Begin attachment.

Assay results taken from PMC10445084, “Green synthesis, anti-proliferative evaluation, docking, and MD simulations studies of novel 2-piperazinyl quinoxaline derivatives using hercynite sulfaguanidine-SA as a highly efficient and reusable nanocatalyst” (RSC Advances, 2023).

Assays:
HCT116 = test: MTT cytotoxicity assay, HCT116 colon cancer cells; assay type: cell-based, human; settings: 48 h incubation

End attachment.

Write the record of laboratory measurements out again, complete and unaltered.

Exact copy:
Assay results taken from PMC10445084, “Green synthesis, anti-proliferative evaluation, docking, and MD simulations studies of novel 2-piperazinyl quinoxaline derivatives using hercynite sulfaguanidine-SA as a highly efficient and reusable nanocatalyst” (RSC Advances, 2023).

Assays:
HCT116 = test: MTT cytotoxicity assay, HCT116 colon cancer cells; assay type: cell-based, human; settings: 48 h incubation